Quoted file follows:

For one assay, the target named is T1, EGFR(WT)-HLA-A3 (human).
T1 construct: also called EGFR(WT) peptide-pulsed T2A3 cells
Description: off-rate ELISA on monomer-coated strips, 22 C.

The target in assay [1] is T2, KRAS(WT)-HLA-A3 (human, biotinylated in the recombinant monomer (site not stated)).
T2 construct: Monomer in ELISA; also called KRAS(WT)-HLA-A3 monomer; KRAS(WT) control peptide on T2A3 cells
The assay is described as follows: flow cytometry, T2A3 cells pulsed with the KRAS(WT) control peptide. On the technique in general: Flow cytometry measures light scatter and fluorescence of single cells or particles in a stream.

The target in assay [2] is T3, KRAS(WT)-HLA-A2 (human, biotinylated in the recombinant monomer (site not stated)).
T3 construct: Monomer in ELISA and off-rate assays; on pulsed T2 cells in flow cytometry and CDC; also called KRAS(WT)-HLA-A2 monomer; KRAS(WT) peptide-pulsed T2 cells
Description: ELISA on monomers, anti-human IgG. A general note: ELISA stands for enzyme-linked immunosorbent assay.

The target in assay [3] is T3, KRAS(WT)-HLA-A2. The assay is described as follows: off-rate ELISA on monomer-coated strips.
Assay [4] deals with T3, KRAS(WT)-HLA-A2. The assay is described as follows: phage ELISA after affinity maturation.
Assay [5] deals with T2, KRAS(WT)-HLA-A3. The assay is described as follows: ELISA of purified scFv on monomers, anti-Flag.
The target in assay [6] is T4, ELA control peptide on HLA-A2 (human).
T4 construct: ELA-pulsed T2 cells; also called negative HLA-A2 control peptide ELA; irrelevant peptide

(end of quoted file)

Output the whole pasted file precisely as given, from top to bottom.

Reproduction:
For one assay, the target named is T1, EGFR(WT)-HLA-A3 (human).
T1 construct: also called EGFR(WT) peptide-pulsed T2A3 cells
Description: off-rate ELISA on monomer-coated strips, 22 C.

The target in assay [1] is T2, KRAS(WT)-HLA-A3 (human, biotinylated in the recombinant monomer (site not stated)).
T2 construct: Monomer in ELISA; also called KRAS(WT)-HLA-A3 monomer; KRAS(WT) control peptide on T2A3 cells
The assay is described as follows: flow cytometry, T2A3 cells pulsed with the KRAS(WT) control peptide. On the technique in general: Flow cytometry measures light scatter and fluorescence of single cells or particles in a stream.

The target in assay [2] is T3, KRAS(WT)-HLA-A2 (human, biotinylated in the recombinant monomer (site not stated)).
T3 construct: Monomer in ELISA and off-rate assays; on pulsed T2 cells in flow cytometry and CDC; also called KRAS(WT)-HLA-A2 monomer; KRAS(WT) peptide-pulsed T2 cells
Description: ELISA on monomers, anti-human IgG. A general note: ELISA stands for enzyme-linked immunosorbent assay.

The target in assay [3] is T3, KRAS(WT)-HLA-A2. The assay is described as follows: off-rate ELISA on monomer-coated strips.
Assay [4] deals with T3, KRAS(WT)-HLA-A2. The assay is described as follows: phage ELISA after affinity maturation.
Assay [5] deals with T2, KRAS(WT)-HLA-A3. The assay is described as follows: ELISA of purified scFv on monomers, anti-Flag.
The target in assay [6] is T4, ELA control peptide on HLA-A2 (human).
T4 construct: ELA-pulsed T2 cells; also called negative HLA-A2 control peptide ELA; irrelevant peptide